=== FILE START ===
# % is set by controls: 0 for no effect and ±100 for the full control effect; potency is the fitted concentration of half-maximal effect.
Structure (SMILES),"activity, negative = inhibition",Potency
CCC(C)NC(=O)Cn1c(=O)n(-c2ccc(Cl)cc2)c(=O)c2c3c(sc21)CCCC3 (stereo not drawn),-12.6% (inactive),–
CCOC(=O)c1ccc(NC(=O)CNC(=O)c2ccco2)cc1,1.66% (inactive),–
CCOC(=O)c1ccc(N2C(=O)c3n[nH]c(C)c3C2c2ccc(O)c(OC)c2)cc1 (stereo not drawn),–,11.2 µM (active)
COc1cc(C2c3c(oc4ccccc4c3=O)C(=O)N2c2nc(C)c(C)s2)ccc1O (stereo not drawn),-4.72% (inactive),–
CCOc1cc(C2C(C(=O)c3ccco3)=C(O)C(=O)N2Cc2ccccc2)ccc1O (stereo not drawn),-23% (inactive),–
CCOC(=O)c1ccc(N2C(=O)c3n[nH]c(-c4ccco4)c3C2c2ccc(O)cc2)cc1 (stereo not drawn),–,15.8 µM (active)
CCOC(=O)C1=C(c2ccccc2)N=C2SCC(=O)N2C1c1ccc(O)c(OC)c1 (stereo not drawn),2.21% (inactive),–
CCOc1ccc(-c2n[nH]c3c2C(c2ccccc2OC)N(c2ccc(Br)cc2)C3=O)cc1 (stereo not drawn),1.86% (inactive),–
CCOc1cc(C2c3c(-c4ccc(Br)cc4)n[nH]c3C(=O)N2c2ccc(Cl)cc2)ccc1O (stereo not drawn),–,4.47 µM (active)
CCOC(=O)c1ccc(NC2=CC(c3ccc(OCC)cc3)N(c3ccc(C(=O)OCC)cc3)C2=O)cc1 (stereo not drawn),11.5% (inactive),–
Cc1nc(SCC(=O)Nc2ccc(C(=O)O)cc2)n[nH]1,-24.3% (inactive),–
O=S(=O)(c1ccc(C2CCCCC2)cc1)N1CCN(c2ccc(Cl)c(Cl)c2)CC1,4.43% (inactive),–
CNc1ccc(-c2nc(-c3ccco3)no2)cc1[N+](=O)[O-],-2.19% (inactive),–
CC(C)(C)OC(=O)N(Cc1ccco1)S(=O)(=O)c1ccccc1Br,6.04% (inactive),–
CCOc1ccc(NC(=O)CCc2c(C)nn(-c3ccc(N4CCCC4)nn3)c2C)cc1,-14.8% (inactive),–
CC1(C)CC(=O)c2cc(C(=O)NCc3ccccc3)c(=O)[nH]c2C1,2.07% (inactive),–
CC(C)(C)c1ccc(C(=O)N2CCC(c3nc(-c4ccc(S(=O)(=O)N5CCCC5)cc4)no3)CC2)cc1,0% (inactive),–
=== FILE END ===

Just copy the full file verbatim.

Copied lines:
# % is set by controls: 0 for no effect and ±100 for the full control effect; potency is the fitted concentration of half-maximal effect.
Structure (SMILES),"activity, negative = inhibition",Potency
CCC(C)NC(=O)Cn1c(=O)n(-c2ccc(Cl)cc2)c(=O)c2c3c(sc21)CCCC3 (stereo not drawn),-12.6% (inactive),–
CCOC(=O)c1ccc(NC(=O)CNC(=O)c2ccco2)cc1,1.66% (inactive),–
CCOC(=O)c1ccc(N2C(=O)c3n[nH]c(C)c3C2c2ccc(O)c(OC)c2)cc1 (stereo not drawn),–,11.2 µM (active)
COc1cc(C2c3c(oc4ccccc4c3=O)C(=O)N2c2nc(C)c(C)s2)ccc1O (stereo not drawn),-4.72% (inactive),–
CCOc1cc(C2C(C(=O)c3ccco3)=C(O)C(=O)N2Cc2ccccc2)ccc1O (stereo not drawn),-23% (inactive),–
CCOC(=O)c1ccc(N2C(=O)c3n[nH]c(-c4ccco4)c3C2c2ccc(O)cc2)cc1 (stereo not drawn),–,15.8 µM (active)
CCOC(=O)C1=C(c2ccccc2)N=C2SCC(=O)N2C1c1ccc(O)c(OC)c1 (stereo not drawn),2.21% (inactive),–
CCOc1ccc(-c2n[nH]c3c2C(c2ccccc2OC)N(c2ccc(Br)cc2)C3=O)cc1 (stereo not drawn),1.86% (inactive),–
CCOc1cc(C2c3c(-c4ccc(Br)cc4)n[nH]c3C(=O)N2c2ccc(Cl)cc2)ccc1O (stereo not drawn),–,4.47 µM (active)
CCOC(=O)c1ccc(NC2=CC(c3ccc(OCC)cc3)N(c3ccc(C(=O)OCC)cc3)C2=O)cc1 (stereo not drawn),11.5% (inactive),–
Cc1nc(SCC(=O)Nc2ccc(C(=O)O)cc2)n[nH]1,-24.3% (inactive),–
O=S(=O)(c1ccc(C2CCCCC2)cc1)N1CCN(c2ccc(Cl)c(Cl)c2)CC1,4.43% (inactive),–
CNc1ccc(-c2nc(-c3ccco3)no2)cc1[N+](=O)[O-],-2.19% (inactive),–
CC(C)(C)OC(=O)N(Cc1ccco1)S(=O)(=O)c1ccccc1Br,6.04% (inactive),–
CCOc1ccc(NC(=O)CCc2c(C)nn(-c3ccc(N4CCCC4)nn3)c2C)cc1,-14.8% (inactive),–
CC1(C)CC(=O)c2cc(C(=O)NCc3ccccc3)c(=O)[nH]c2C1,2.07% (inactive),–
CC(C)(C)c1ccc(C(=O)N2CCC(c3nc(-c4ccc(S(=O)(=O)N5CCCC5)cc4)no3)CC2)cc1,0% (inactive),–